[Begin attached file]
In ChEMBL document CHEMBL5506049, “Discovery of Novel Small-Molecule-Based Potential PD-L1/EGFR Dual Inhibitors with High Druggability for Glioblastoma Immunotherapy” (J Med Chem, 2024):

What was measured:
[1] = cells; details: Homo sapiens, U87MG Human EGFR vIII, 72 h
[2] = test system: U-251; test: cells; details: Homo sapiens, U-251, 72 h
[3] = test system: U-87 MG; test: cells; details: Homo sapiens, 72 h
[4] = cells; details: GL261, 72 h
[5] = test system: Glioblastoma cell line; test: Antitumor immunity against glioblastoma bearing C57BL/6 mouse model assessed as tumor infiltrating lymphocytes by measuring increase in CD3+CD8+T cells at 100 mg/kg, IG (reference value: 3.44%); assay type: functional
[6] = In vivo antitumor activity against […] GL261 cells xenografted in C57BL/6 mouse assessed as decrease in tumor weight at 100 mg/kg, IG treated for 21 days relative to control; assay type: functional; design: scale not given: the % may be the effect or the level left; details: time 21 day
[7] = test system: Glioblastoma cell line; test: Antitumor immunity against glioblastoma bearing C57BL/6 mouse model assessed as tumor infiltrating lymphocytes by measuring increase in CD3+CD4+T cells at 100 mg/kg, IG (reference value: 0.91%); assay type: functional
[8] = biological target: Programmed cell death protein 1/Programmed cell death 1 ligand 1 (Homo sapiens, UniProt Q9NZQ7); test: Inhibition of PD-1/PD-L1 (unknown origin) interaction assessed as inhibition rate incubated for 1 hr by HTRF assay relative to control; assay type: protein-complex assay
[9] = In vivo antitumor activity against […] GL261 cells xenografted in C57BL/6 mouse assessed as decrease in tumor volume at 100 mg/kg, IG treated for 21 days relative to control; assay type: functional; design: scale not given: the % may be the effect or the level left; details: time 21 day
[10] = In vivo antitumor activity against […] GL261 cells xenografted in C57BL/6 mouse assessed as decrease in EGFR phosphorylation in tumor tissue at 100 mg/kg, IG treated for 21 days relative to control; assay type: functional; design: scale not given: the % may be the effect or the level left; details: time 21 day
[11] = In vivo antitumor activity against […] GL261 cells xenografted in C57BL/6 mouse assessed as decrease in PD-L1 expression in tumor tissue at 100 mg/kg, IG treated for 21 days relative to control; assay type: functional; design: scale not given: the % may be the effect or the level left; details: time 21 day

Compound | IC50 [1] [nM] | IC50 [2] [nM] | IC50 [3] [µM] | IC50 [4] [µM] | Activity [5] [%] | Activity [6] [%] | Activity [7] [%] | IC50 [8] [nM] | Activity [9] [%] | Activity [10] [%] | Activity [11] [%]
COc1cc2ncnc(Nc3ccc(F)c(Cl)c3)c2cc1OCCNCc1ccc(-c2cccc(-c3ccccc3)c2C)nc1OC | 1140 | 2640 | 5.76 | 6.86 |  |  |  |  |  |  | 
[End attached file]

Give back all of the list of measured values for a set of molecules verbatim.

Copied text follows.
In ChEMBL document CHEMBL5506049, “Discovery of Novel Small-Molecule-Based Potential PD-L1/EGFR Dual Inhibitors with High Druggability for Glioblastoma Immunotherapy” (J Med Chem, 2024):

What was measured:
[1] = cells; details: Homo sapiens, U87MG Human EGFR vIII, 72 h
[2] = test system: U-251; test: cells; details: Homo sapiens, U-251, 72 h
[3] = test system: U-87 MG; test: cells; details: Homo sapiens, 72 h
[4] = cells; details: GL261, 72 h
[5] = test system: Glioblastoma cell line; test: Antitumor immunity against glioblastoma bearing C57BL/6 mouse model assessed as tumor infiltrating lymphocytes by measuring increase in CD3+CD8+T cells at 100 mg/kg, IG (reference value: 3.44%); assay type: functional
[6] = In vivo antitumor activity against […] GL261 cells xenografted in C57BL/6 mouse assessed as decrease in tumor weight at 100 mg/kg, IG treated for 21 days relative to control; assay type: functional; design: scale not given: the % may be the effect or the level left; details: time 21 day
[7] = test system: Glioblastoma cell line; test: Antitumor immunity against glioblastoma bearing C57BL/6 mouse model assessed as tumor infiltrating lymphocytes by measuring increase in CD3+CD4+T cells at 100 mg/kg, IG (reference value: 0.91%); assay type: functional
[8] = biological target: Programmed cell death protein 1/Programmed cell death 1 ligand 1 (Homo sapiens, UniProt Q9NZQ7); test: Inhibition of PD-1/PD-L1 (unknown origin) interaction assessed as inhibition rate incubated for 1 hr by HTRF assay relative to control; assay type: protein-complex assay
[9] = In vivo antitumor activity against […] GL261 cells xenografted in C57BL/6 mouse assessed as decrease in tumor volume at 100 mg/kg, IG treated for 21 days relative to control; assay type: functional; design: scale not given: the % may be the effect or the level left; details: time 21 day
[10] = In vivo antitumor activity against […] GL261 cells xenografted in C57BL/6 mouse assessed as decrease in EGFR phosphorylation in tumor tissue at 100 mg/kg, IG treated for 21 days relative to control; assay type: functional; design: scale not given: the % may be the effect or the level left; details: time 21 day
[11] = In vivo antitumor activity against […] GL261 cells xenografted in C57BL/6 mouse assessed as decrease in PD-L1 expression in tumor tissue at 100 mg/kg, IG treated for 21 days relative to control; assay type: functional; design: scale not given: the % may be the effect or the level left; details: time 21 day

Compound | IC50 [1] [nM] | IC50 [2] [nM] | IC50 [3] [µM] | IC50 [4] [µM] | Activity [5] [%] | Activity [6] [%] | Activity [7] [%] | IC50 [8] [nM] | Activity [9] [%] | Activity [10] [%] | Activity [11] [%]
COc1cc2ncnc(Nc3ccc(F)c(Cl)c3)c2cc1OCCNCc1ccc(-c2cccc(-c3ccccc3)c2C)nc1OC | 1140 | 2640 | 5.76 | 6.86 |  |  |  |  |  |  | 